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HomePoliticsSEC charges former GOP Rep. Stephen Buyer with insider trading

SEC charges former GOP Rep. Stephen Buyer with insider trading

(File 1988) House Judiciary Committee member Rep. Stephen Buyer (R/IN) carries his research materials away at the conclusion of the impeachment proceedings December 12.


WASHINGTON — Former Indiana Republican Rep. Stephen Buyer has been charged with insider trading, using accounts owned by his wife and long-time mistress to hide some of the transactions, the Securities and Exchange Commission announced Monday.

Buyer, who left Congress in 2011, is accused of trading on non-public information he received as a consultant after he left office.

According to the civil complaint filed in Manhattan federal court, Buyer bought more than $1.5 million in stock in two separate companies, Sprint and Navigant Consulting, based on insider information over the span of two years.

He sold the shares of Sprint in 2018 after its merger with T-Mobile leaked, for a profit of at least $107,000 according to the SEC. He sold the Navigant shares in 2019 after news became public that Navigant would be acquired by Guidehouse LLP.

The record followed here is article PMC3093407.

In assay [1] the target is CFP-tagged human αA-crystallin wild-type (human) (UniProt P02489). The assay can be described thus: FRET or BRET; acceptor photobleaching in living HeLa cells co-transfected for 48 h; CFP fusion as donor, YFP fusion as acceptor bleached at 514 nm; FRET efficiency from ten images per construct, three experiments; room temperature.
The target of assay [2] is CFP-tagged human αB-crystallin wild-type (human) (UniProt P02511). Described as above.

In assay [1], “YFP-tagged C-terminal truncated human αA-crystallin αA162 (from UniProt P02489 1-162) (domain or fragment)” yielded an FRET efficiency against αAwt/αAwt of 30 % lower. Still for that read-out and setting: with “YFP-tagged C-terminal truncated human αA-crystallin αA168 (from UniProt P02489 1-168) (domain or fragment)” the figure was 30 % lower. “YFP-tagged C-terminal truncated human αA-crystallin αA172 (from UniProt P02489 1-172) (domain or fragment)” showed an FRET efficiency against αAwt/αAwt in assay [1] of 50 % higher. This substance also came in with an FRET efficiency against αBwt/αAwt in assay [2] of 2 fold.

Buyer used several different accounts, including his wife Joni Buyer’s brokerage account, to purchase the shares. Joni Buyer is not accused of any legal wrongdoing, but she is named in the charges because she technically benefitted from the ill-gotten gains in her investment account.

Buyer allegedly spread the stock purchases across 7 different accounts, including two separate IRA’s belonging to him alone, an investment account belonging to his wife Joni Buyer; a joint account owned by the couple; a joint account Buyer shared with his son; a joint account Buyer shared with his cousin, and a 7th account owned by a woman identified only as “Friend-1.”

According to the SEC complaint, Buyer began a romantic relationship with the unidentified woman in 2006. In 2018, Buyer used the woman’s IRA account to purchase more than $12,000 worth of stock in Sprint. A year later, he allegedly used her account again to purchase $22,000 of stock in Navigant, shortly before both companies were acquired by Buyer’s consulting clients.

“When insiders like Buyer – an attorney, a former prosecutor, and a retired Congressman – monetize their access to material, nonpublic information, as alleged in this case, they not only violate the federal securities laws, but also undermine public trust and confidence in the fairness of our markets,” said Gurbir S. Grewal, Director of the SEC Enforcement Division, in the SEC press release.

A lawyer for Buyer could not immediately be identified for comment.

Buyer served in Congress from 1993-2011, where he represented Indiana’s 4th congressional district, which was previously numbered as its 5th.

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